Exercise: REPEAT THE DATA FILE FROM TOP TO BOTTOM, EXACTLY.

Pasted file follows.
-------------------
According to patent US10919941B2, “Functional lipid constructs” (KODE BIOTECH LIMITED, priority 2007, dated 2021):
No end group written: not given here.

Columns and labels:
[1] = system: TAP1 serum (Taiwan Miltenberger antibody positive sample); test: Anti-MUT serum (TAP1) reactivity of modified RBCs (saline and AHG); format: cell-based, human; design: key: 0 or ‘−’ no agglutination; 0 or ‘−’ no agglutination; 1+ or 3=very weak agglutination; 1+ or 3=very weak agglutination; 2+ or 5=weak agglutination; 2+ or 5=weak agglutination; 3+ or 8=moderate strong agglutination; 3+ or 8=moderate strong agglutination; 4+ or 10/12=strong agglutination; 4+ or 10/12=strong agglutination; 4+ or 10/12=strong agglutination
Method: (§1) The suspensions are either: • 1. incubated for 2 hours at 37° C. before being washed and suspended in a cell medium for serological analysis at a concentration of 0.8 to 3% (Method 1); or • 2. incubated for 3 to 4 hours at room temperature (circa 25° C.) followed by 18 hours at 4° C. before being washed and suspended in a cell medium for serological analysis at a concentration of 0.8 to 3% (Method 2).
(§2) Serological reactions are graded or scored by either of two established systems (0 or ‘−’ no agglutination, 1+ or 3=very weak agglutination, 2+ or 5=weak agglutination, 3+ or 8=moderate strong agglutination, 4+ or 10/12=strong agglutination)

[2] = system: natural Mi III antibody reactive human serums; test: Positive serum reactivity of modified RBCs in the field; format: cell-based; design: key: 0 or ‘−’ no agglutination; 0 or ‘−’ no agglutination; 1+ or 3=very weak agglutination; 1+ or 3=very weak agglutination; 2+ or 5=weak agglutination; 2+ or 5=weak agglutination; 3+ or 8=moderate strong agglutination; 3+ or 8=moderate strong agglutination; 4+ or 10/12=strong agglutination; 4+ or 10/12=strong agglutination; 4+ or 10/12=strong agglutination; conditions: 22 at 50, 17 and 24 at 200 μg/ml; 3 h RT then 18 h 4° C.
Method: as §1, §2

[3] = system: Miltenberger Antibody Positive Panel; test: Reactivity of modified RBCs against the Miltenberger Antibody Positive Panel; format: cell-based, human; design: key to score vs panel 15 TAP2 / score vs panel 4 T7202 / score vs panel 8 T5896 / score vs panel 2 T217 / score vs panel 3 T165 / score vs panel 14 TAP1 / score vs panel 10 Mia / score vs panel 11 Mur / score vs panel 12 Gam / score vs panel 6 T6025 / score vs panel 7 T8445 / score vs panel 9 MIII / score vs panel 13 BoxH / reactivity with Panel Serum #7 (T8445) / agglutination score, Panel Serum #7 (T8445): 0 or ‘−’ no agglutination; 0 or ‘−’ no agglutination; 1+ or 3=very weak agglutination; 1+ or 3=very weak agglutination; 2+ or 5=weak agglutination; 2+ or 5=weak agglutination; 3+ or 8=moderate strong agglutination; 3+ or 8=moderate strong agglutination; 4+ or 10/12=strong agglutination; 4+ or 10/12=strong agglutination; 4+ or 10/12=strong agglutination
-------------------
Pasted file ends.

According to patent US10919941B2, “Functional lipid constructs” (KODE BIOTECH LIMITED, priority 2007, dated 2021):
No end group written: not given here.

Columns and labels:
[1] = system: TAP1 serum (Taiwan Miltenberger antibody positive sample); test: Anti-MUT serum (TAP1) reactivity of modified RBCs (saline and AHG); format: cell-based, human; design: key: 0 or ‘−’ no agglutination; 0 or ‘−’ no agglutination; 1+ or 3=very weak agglutination; 1+ or 3=very weak agglutination; 2+ or 5=weak agglutination; 2+ or 5=weak agglutination; 3+ or 8=moderate strong agglutination; 3+ or 8=moderate strong agglutination; 4+ or 10/12=strong agglutination; 4+ or 10/12=strong agglutination; 4+ or 10/12=strong agglutination
Method: (§1) The suspensions are either: • 1. incubated for 2 hours at 37° C. before being washed and suspended in a cell medium for serological analysis at a concentration of 0.8 to 3% (Method 1); or • 2. incubated for 3 to 4 hours at room temperature (circa 25° C.) followed by 18 hours at 4° C. before being washed and suspended in a cell medium for serological analysis at a concentration of 0.8 to 3% (Method 2).
(§2) Serological reactions are graded or scored by either of two established systems (0 or ‘−’ no agglutination, 1+ or 3=very weak agglutination, 2+ or 5=weak agglutination, 3+ or 8=moderate strong agglutination, 4+ or 10/12=strong agglutination)

[2] = system: natural Mi III antibody reactive human serums; test: Positive serum reactivity of modified RBCs in the field; format: cell-based; design: key: 0 or ‘−’ no agglutination; 0 or ‘−’ no agglutination; 1+ or 3=very weak agglutination; 1+ or 3=very weak agglutination; 2+ or 5=weak agglutination; 2+ or 5=weak agglutination; 3+ or 8=moderate strong agglutination; 3+ or 8=moderate strong agglutination; 4+ or 10/12=strong agglutination; 4+ or 10/12=strong agglutination; 4+ or 10/12=strong agglutination; conditions: 22 at 50, 17 and 24 at 200 μg/ml; 3 h RT then 18 h 4° C.
Method: as §1, §2

[3] = system: Miltenberger Antibody Positive Panel; test: Reactivity of modified RBCs against the Miltenberger Antibody Positive Panel; format: cell-based, human; design: key to score vs panel 15 TAP2 / score vs panel 4 T7202 / score vs panel 8 T5896 / score vs panel 2 T217 / score vs panel 3 T165 / score vs panel 14 TAP1 / score vs panel 10 Mia / score vs panel 11 Mur / score vs panel 12 Gam / score vs panel 6 T6025 / score vs panel 7 T8445 / score vs panel 9 MIII / score vs panel 13 BoxH / reactivity with Panel Serum #7 (T8445) / agglutination score, Panel Serum #7 (T8445): 0 or ‘−’ no agglutination; 0 or ‘−’ no agglutination; 1+ or 3=very weak agglutination; 1+ or 3=very weak agglutination; 2+ or 5=weak agglutination; 2+ or 5=weak agglutination; 3+ or 8=moderate strong agglutination; 3+ or 8=moderate strong agglutination; 4+ or 10/12=strong agglutination; 4+ or 10/12=strong agglutination; 4+ or 10/12=strong agglutination